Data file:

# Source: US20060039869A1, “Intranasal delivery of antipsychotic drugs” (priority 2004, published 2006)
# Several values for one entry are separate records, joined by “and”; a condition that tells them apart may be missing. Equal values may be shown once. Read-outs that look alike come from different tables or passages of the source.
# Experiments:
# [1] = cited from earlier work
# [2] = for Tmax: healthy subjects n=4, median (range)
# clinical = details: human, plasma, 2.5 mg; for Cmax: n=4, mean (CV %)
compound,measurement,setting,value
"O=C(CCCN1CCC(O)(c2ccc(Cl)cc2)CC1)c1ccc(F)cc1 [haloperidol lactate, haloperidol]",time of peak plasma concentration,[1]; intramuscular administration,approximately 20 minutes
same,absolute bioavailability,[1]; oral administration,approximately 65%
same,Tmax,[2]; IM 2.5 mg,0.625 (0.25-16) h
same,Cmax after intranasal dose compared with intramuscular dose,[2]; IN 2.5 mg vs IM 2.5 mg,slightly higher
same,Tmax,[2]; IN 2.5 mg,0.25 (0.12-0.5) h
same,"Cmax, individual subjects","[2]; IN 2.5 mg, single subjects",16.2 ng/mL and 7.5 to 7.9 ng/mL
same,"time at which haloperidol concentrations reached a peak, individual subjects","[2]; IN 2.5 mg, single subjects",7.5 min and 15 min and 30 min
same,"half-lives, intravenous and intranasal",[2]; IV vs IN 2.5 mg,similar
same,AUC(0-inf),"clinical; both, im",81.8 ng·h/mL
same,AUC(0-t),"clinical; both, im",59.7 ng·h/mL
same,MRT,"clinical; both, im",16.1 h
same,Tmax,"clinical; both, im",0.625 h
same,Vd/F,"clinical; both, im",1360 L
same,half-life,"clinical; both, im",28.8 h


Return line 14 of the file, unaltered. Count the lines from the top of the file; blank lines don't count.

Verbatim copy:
same,"time at which haloperidol concentrations reached a peak, individual subjects","[2]; IN 2.5 mg, single subjects",7.5 min and 15 min and 30 min